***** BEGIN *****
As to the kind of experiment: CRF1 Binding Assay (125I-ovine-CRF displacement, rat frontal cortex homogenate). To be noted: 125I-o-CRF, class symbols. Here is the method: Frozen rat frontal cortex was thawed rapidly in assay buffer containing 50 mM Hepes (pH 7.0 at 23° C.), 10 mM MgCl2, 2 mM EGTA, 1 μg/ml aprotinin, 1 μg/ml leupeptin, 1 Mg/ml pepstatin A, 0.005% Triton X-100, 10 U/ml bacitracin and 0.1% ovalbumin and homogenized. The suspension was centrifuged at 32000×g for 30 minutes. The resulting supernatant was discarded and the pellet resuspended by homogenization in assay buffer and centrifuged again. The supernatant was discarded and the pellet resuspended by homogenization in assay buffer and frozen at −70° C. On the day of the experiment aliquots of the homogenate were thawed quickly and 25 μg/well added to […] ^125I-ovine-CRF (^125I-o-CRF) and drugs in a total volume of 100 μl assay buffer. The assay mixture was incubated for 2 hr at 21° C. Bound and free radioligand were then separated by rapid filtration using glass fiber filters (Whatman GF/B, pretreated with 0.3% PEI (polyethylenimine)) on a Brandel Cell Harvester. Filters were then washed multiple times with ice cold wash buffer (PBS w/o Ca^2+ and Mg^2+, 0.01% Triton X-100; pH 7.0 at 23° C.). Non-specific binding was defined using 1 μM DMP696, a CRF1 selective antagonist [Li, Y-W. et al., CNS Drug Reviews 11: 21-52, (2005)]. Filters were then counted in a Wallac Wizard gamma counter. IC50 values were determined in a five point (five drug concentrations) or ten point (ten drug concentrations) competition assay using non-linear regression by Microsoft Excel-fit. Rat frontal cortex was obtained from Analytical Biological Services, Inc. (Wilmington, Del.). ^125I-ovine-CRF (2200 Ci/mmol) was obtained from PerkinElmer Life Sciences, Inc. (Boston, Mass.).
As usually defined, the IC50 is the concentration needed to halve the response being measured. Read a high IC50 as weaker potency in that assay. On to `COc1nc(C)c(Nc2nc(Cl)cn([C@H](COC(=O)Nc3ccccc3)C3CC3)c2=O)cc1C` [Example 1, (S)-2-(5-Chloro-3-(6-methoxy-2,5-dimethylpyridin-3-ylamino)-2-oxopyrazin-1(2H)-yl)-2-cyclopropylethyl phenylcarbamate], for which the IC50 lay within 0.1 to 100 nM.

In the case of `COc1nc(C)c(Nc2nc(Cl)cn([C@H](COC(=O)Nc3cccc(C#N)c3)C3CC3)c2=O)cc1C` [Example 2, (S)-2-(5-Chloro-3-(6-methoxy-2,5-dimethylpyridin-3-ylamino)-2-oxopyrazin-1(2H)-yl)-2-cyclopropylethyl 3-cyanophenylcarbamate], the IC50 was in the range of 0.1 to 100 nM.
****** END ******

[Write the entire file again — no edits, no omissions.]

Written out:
As to the kind of experiment: CRF1 Binding Assay (125I-ovine-CRF displacement, rat frontal cortex homogenate). To be noted: 125I-o-CRF, class symbols. Here is the method: Frozen rat frontal cortex was thawed rapidly in assay buffer containing 50 mM Hepes (pH 7.0 at 23° C.), 10 mM MgCl2, 2 mM EGTA, 1 μg/ml aprotinin, 1 μg/ml leupeptin, 1 Mg/ml pepstatin A, 0.005% Triton X-100, 10 U/ml bacitracin and 0.1% ovalbumin and homogenized. The suspension was centrifuged at 32000×g for 30 minutes. The resulting supernatant was discarded and the pellet resuspended by homogenization in assay buffer and centrifuged again. The supernatant was discarded and the pellet resuspended by homogenization in assay buffer and frozen at −70° C. On the day of the experiment aliquots of the homogenate were thawed quickly and 25 μg/well added to […] ^125I-ovine-CRF (^125I-o-CRF) and drugs in a total volume of 100 μl assay buffer. The assay mixture was incubated for 2 hr at 21° C. Bound and free radioligand were then separated by rapid filtration using glass fiber filters (Whatman GF/B, pretreated with 0.3% PEI (polyethylenimine)) on a Brandel Cell Harvester. Filters were then washed multiple times with ice cold wash buffer (PBS w/o Ca^2+ and Mg^2+, 0.01% Triton X-100; pH 7.0 at 23° C.). Non-specific binding was defined using 1 μM DMP696, a CRF1 selective antagonist [Li, Y-W. et al., CNS Drug Reviews 11: 21-52, (2005)]. Filters were then counted in a Wallac Wizard gamma counter. IC50 values were determined in a five point (five drug concentrations) or ten point (ten drug concentrations) competition assay using non-linear regression by Microsoft Excel-fit. Rat frontal cortex was obtained from Analytical Biological Services, Inc. (Wilmington, Del.). ^125I-ovine-CRF (2200 Ci/mmol) was obtained from PerkinElmer Life Sciences, Inc. (Boston, Mass.).
As usually defined, the IC50 is the concentration needed to halve the response being measured. Read a high IC50 as weaker potency in that assay. On to `COc1nc(C)c(Nc2nc(Cl)cn([C@H](COC(=O)Nc3ccccc3)C3CC3)c2=O)cc1C` [Example 1, (S)-2-(5-Chloro-3-(6-methoxy-2,5-dimethylpyridin-3-ylamino)-2-oxopyrazin-1(2H)-yl)-2-cyclopropylethyl phenylcarbamate], for which the IC50 lay within 0.1 to 100 nM.

In the case of `COc1nc(C)c(Nc2nc(Cl)cn([C@H](COC(=O)Nc3cccc(C#N)c3)C3CC3)c2=O)cc1C` [Example 2, (S)-2-(5-Chloro-3-(6-methoxy-2,5-dimethylpyridin-3-ylamino)-2-oxopyrazin-1(2H)-yl)-2-cyclopropylethyl 3-cyanophenylcarbamate], the IC50 was in the range of 0.1 to 100 nM.